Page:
roadblock remains: the amount of equipment that supports the technology. The lineup of HVDC-compatible ICT equipment is growing, with servers from Fujitsu, Dell and HPE, and routers from Cisco and Nokia, among those available. But there are still far more servers and switches supporting standard data center topologies. “Data center operators, from my impression, would not like to have the choices of ICT equipment limited. So yes, that's a challenge that needs to be resolved,” Hayashi said. In an effort to increase choice, the company has released technical specifications, so that equipment vendors “can understand what kind of requirement is necessary to manufacture the 380V DC applicable products.” Meanwhile, Hikari has another trick up its sleeve, that Hayashi hopes will send ripple effects through the industry: the supercomputer is directly wired to DCgenerating solar panels. Depending on the weather, the sun can power between 30 and 100 percent of the system. “Solar power is one [type of] DC-producing equipment, but also fuel cells and batteries not just stationary batteries but in electrical vehicles - generate DC power. That kind of DC-related equipment is now spreading across the world," Hayashi said. "The Hikari demonstration is not only applicable to the data center, it also serves as a small case study for DC microgrids. It shows that HVDC is very good with renewable energies and batteries and that it's a highly reliable system because the converting stages are fewer, meaning fewer parts and a lower possibility of failure. ”So in order to show those kind of advantages, this Hikari project is a model case. From this demonstration project we’d like to show that the DC world is not just an idea, but a natural next step.”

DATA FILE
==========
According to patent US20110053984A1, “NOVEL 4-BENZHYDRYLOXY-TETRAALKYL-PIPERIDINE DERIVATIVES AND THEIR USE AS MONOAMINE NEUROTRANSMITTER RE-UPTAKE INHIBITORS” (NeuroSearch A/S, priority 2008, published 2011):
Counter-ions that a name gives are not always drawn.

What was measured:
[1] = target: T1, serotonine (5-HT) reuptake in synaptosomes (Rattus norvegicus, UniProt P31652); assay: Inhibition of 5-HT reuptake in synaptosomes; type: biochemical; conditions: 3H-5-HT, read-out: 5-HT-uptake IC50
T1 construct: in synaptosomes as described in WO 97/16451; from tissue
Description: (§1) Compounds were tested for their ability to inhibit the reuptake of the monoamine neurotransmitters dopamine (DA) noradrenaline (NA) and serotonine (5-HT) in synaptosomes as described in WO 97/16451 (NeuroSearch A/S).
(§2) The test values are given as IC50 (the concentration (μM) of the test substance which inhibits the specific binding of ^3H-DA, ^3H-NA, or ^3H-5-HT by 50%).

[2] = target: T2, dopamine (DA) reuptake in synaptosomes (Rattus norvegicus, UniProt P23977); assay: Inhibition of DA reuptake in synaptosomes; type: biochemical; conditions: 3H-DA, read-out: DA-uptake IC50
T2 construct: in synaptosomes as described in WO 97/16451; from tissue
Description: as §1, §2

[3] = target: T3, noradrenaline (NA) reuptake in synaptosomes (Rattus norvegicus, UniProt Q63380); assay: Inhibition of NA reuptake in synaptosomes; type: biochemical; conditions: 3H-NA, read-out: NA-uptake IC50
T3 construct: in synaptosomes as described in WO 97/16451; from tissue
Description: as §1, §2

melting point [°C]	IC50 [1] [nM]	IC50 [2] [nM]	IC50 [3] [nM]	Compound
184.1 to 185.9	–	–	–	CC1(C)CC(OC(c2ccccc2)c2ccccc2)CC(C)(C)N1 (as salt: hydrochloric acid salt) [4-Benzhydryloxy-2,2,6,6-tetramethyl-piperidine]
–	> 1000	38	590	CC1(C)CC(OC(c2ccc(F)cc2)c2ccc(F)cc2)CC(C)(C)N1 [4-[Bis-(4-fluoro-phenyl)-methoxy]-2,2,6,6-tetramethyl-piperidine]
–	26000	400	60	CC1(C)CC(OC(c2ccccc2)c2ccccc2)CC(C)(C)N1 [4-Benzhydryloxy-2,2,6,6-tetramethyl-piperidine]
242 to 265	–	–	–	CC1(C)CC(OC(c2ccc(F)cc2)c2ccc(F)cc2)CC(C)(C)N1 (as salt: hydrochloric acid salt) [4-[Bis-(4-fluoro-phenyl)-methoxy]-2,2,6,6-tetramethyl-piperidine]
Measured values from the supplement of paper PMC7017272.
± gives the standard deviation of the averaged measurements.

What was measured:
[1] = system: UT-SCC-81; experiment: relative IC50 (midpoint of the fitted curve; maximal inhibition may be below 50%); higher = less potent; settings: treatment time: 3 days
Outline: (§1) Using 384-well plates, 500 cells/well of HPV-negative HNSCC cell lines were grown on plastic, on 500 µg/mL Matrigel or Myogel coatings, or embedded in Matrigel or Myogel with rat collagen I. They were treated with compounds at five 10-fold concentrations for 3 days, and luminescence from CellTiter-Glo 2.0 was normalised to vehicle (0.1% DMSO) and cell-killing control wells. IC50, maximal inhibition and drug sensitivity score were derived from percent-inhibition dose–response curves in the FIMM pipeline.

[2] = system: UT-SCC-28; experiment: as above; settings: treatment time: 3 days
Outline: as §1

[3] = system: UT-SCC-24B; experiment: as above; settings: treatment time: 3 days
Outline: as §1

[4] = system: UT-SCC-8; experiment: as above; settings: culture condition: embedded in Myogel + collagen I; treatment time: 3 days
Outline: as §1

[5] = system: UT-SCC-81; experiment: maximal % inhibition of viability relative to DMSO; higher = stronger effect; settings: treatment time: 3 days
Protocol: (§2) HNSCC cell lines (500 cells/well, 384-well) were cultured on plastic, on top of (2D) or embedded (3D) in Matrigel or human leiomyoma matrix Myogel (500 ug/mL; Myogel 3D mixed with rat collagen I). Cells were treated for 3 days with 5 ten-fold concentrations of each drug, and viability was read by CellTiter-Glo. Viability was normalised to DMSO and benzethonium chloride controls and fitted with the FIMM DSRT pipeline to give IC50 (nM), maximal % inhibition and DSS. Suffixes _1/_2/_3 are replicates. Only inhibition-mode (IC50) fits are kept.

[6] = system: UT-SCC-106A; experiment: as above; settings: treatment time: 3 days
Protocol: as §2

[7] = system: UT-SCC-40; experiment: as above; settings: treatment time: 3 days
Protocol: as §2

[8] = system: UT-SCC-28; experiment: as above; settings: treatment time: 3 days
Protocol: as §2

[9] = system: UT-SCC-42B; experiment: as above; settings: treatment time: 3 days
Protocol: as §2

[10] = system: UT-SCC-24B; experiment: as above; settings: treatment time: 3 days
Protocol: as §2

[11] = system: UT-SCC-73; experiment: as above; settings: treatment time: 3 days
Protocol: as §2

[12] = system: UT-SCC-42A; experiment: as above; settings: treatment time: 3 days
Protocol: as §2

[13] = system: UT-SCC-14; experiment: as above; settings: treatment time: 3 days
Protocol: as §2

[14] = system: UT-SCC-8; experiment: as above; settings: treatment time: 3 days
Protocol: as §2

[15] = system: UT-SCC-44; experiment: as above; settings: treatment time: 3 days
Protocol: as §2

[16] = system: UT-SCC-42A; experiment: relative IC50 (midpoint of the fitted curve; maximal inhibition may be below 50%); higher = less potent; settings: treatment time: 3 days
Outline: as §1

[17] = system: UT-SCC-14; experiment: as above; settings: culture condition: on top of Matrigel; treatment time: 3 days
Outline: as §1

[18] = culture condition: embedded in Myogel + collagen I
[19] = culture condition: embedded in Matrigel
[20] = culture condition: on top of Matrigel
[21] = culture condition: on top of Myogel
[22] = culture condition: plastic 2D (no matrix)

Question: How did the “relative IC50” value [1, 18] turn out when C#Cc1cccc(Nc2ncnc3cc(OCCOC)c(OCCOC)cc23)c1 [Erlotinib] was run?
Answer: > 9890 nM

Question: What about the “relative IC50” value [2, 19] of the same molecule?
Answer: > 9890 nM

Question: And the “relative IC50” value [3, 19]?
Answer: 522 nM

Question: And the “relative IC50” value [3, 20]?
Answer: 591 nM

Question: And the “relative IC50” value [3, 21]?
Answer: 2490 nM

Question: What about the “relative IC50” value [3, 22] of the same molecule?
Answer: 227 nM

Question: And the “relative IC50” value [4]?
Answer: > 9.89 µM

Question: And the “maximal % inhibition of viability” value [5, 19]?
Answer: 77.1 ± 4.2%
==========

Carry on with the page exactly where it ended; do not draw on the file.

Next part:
Issue 30 • October/November 2018 33


Why revive the DCIM camel? DCIM crashed in the middle of its hype cycle, but now smart data centers demand it be brought to life again, say Venessa Moffat and Ken Peters

Venessa Moffat Marketing, strategy and growth hacking specialist

Ken Peters Project manager

DCIM is in the eye of the beholder Fred Koh

I

n March 2017, IT consultant Andrew Waterston claimed, in an article in DCN, that data center infrastructure management (DCIM) was a ‘Dead Camel In Motion,’ not delivering on its promise and due for replacement. At the time, it was clear that DCIM was not delivering a return on investment (ROI) for end users or even vendors. Around that time, when the acronym DCIM was mentioned in conversations, people shivered, but some of us didn’t give up hope so easily. We believe DCIM has been on extended leave mid hype cycle, but now, it’s time to resuscitate the camel. It’s not dead – it just needs a little support in reaching its potential. The industry is working hard to create true software-defined data centers (SDDC) or Smart DCs, but this requires an intelligent link, middleware connecting the facilities to the IT. How can we do this without DCIM? We believe DCIM is necessary for an SDDC or a Smart DC, but accept that it’s not easy. We want to give DCIM a place and an identity that vendors can agree on, in order to drag it out of the trenches and revive its potential. Many DC operators now have a functioning DCIM system and can show you how they implemented one of the